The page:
Figure 6: Coal exhibition room of local history “Coalmines and Human culture”
4. Materials of the Sorachi Shujikan (prison)
“Sorachi Shujikan” was established in 1882 as a prison for convicted offenders. Prisoners played an important role as laborers for the coalmines and exploitation. The prison was closed in 1901, and archival materials and a miniature of the “Sorachi Shujikan” buildings are displayed.
5. Animals, plants, and forestry gallery
In an annex, specimens of local animals and plants are displayed. Stuffed specimens of animals representative of Hokkaido (brown bear, Japanese deer, and the Yezo red fox) are highlight of exhibition. In addition, forestry materials are displayed. Visitors can see woodcutter’s cabin and tools.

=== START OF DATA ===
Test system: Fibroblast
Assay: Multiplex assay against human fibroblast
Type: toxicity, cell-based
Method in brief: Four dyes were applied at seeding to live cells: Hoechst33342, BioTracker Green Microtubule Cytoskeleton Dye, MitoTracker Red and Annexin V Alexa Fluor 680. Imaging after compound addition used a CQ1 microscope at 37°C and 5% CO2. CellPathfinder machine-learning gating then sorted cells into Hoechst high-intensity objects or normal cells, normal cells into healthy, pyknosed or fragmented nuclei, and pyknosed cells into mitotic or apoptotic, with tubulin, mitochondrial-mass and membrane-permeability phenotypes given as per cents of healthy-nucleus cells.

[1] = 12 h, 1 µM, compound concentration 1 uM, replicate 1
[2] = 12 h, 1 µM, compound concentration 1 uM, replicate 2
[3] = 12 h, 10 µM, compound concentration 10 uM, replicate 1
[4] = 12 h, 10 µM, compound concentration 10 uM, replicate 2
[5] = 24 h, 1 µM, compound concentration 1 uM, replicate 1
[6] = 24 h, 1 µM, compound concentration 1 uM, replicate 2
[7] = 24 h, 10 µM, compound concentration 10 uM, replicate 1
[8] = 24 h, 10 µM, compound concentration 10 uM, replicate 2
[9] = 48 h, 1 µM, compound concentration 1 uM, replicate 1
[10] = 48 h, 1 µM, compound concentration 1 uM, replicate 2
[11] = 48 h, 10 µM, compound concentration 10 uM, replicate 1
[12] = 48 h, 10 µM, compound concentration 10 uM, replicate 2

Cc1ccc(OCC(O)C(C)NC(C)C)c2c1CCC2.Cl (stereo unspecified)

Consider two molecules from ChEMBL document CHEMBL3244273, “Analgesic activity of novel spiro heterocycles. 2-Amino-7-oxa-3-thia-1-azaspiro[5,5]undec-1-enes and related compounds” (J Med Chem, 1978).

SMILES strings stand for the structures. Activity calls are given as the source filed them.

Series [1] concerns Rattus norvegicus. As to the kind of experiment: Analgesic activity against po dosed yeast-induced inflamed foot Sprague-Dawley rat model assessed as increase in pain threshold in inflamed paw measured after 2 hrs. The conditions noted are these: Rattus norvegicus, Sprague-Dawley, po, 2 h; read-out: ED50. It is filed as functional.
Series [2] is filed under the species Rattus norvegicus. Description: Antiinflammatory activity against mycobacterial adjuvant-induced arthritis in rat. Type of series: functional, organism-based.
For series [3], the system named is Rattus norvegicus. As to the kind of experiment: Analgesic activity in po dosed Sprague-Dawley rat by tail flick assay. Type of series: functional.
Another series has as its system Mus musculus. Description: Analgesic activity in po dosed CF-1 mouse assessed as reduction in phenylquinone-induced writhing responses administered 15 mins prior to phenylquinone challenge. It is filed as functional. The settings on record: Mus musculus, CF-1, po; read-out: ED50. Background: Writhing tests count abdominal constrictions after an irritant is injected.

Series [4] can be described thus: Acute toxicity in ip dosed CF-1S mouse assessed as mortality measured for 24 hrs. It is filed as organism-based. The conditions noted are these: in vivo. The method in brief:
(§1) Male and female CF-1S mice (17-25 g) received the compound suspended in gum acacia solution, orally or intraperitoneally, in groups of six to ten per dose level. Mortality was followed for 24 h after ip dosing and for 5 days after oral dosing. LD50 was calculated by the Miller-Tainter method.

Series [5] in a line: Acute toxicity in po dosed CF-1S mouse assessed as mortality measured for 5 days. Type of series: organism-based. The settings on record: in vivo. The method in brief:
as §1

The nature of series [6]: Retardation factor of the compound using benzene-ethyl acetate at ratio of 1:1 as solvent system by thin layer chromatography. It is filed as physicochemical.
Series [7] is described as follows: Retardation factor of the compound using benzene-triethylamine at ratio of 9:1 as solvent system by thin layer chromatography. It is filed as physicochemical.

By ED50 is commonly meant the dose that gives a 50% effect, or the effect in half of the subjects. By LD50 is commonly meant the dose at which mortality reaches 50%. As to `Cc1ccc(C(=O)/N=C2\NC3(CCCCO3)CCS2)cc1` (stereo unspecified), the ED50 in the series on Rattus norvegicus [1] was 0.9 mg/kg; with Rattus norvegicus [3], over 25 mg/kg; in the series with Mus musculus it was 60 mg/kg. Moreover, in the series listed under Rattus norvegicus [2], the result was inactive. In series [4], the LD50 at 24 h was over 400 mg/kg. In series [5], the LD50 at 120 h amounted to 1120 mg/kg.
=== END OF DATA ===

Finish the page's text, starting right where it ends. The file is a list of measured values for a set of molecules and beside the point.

Closed from November to March.
6. Open-Air Exhibition Promenade
The Open-Air Museum is located on the south of the main building of the Mikasa City Museum. Here, visitors can have a close-up view of Mikasa heritage with the shaft of a coalmine, marine strata that inclined vertically of more than 100 million years ago, and coal beds of about 50 million years ago. Note that this part of the museum is closed during winter.